ALL THAT SPAZZ
I feel like I had the red carpet ripped out from under my feet. Without the glitzy fashion show preceding the ceremony, my Oscar equilibrium was thrown off. On Sunday afternoon, I got caught up watching the NCAA Tournament and never even checked what time the Oscars were going to start. Shortly after receiving a call from my brother, asking me if I was watching The Awards, I changed the channel to discover that I had missed the first half hour of the show. I missed Steve Martin's opening monologue, which I've since heard was pretty funny. I missed Chris Cooper winning Best Supporting Actor for his role in my favorite movie of the year "Adaptation." After sulking for a few minutes, My Girl and I attempted to get into Oscar mode. But without the red carpet and the opening number, it was hard to settle in. Suddenly, I missed the reconstructed face of Joan Rivers harrassing the star wattage with her beyond-hacky schtick upon arrival. No matter how irritated I was in the past by Joan and her equally-talentless daughter, the pageantry of the pre-Oscar strut stimulated the buzz and set the mood for the evening. So, My Girl and I were playing catch up. We went online to find out exactly what awards we missed and dug in on the couch. But then we got hungry. We brought the cutting boards out to the living room and sliced up some onions and garlic and ginger in preparation of cooking up a delicious dinner of salmon, ahi tuna, mustard greens, and quinoa. But as we began to cook the meal, we took advantage of TiVo and paused live TV. After searing the ahi, we sat down to partake in our healthy feast and pressed play again. Within a few minutes, however, we realized the TiVo was only recording through the end of the hour and we were now so far behind that we were missing more of the live show. So we switched back to the live telecast and watched the recorded portions during the commercials. Apparently, in the un-TiVo'd gap, Eminem won the Oscar for Best Song and Barbra Streisand nearly creamed herself announcing it. We finally caught up on what we had missed and we were back in sync with the live show.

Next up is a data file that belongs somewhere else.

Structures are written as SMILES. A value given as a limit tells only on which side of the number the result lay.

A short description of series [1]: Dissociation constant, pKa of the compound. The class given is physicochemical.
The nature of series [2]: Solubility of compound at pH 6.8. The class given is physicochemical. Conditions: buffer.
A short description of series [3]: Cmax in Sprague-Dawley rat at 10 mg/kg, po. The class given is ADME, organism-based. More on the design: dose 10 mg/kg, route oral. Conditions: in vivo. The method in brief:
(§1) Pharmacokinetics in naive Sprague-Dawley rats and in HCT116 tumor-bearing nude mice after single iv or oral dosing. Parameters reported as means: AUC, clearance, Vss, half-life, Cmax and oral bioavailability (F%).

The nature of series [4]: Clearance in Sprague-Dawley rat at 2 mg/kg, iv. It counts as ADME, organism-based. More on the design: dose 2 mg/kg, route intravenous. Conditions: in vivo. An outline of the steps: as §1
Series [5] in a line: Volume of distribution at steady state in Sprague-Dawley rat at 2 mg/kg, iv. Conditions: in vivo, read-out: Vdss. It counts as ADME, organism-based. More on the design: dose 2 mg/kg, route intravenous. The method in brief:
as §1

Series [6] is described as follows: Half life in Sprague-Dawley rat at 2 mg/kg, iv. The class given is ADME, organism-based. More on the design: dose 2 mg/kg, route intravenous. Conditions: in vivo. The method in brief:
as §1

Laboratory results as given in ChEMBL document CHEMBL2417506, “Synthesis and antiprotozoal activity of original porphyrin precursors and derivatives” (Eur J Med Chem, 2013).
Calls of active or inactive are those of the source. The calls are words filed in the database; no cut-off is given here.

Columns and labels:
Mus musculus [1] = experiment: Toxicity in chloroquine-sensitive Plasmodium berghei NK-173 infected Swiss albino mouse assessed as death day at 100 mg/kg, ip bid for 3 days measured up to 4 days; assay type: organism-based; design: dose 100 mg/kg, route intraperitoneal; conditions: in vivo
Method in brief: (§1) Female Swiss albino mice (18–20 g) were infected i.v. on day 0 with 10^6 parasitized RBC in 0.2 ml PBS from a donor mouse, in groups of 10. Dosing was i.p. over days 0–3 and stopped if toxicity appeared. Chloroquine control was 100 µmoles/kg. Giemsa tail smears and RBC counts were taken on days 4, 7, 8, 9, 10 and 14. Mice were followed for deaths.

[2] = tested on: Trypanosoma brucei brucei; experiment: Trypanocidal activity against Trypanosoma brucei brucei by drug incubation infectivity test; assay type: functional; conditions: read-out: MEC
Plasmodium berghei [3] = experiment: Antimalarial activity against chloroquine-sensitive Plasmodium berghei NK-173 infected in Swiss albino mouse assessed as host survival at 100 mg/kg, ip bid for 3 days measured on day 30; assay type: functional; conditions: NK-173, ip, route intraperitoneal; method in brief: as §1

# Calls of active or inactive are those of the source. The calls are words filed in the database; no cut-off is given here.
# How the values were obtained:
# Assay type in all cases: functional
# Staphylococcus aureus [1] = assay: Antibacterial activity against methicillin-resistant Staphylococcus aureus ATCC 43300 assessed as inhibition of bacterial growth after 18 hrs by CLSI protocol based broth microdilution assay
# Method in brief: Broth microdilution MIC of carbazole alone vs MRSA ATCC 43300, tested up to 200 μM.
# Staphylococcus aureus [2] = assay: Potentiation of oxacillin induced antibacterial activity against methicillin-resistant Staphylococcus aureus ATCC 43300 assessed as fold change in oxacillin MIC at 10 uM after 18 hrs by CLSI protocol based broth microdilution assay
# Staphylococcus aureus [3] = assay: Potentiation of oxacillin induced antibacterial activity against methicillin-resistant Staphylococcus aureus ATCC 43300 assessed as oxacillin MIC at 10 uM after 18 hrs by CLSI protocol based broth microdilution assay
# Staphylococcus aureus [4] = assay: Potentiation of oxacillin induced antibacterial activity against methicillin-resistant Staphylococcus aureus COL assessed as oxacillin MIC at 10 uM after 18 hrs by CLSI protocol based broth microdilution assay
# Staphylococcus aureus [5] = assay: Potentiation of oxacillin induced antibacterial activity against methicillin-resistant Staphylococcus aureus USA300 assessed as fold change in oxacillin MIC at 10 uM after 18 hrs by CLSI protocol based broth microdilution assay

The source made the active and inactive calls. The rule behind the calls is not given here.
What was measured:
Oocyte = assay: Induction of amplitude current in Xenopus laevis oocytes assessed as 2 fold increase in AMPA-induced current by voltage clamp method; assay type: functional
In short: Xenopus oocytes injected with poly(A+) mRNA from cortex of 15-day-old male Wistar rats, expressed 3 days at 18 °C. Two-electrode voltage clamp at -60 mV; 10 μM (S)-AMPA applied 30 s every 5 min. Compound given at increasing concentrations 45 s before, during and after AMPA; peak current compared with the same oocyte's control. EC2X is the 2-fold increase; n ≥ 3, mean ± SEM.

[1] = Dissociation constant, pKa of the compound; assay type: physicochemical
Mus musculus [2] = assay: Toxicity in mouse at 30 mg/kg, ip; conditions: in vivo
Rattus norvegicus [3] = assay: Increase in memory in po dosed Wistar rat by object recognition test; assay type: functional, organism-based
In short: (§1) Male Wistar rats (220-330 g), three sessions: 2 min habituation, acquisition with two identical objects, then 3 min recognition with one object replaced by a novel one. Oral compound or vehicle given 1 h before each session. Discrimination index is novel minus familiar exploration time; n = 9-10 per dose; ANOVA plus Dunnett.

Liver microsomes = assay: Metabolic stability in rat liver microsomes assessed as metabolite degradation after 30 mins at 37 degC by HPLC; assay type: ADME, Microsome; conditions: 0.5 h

Anyone who was watching the show and not affiliated with one of the nominees in any way could tell you that the most memorable moments of the three and half hour award ceremony were Michael Moore's controversial acceptance speech following the announcement that "Bowling For Columbine" had been named Best Documentary and Adrien Brody's shocking upset win for Best Actor. Moore's rage was refreshing to see, however obnoxious he came off. Brody clearly outclassed Moore in expressing his unilateral and universal sentiments about supporting the troops no matter what your feelings about the war may be. It was truly exciting to see Brody win. We rewound the TiVo several times to catch the reactions of the other nominated actors and they were genuinely shocked and excited. Brody took full advantage of his moment as The Man, exclaiming "Holy shit" as he made his way to the podium, where he proceeded to dip and plant a wet one on Halle Berry, who presented him with the award. He even stopped the orchestra from playing after his allotted time was up and then used the extra time to make his comments about war and his friend who is fighting in Iraq. I've been a Brody fan for a few years now, after loving his performances in "Summer of Sam" and "Liberty Heights." Seeing him pull the upset over past winners Nicholson, Day-Lewis, Caine, and Cage, made my night. Ronald Harwood winning for Best Adapted Screenplay and Roman Polanski winning for Best Director continued the shocking streak for "The Pianist" and you started to feel that the momentum may even carry over into Best Picture. But, it didn't. As expected, the overrated "Chicago" took him the big prize. I'm not a fan of the film, but it didn't bother me that much when it won because there was no sweep. The acting awards were distributed nicely among films I really liked -- "The Pianist", "The Hours", and "Adaptation" winning one each. Catherine Zeta-Jones was a lock. I knew she was going to win and I actually felt kind of good for her when she did. But Rob Marshall didn't win, Renee Zellweger didn't win, John C. Reilly didn't win... For the most part, the awards seemed to be given out to the write people. I still contend that "Adaptation" was the best movie of the year and, without a doubt, should have received the award for Best Adapted Screenplay. All in all, I thought it was a surprisingly entertaining evening. At least what I saw of it. Next time, I'm going to have to get myself nominated to assure that I don't lose track of the time or screw up the TiVo or miss my golden opportunity to bag on the alien life-forms that are Joan and Melissa Rivers.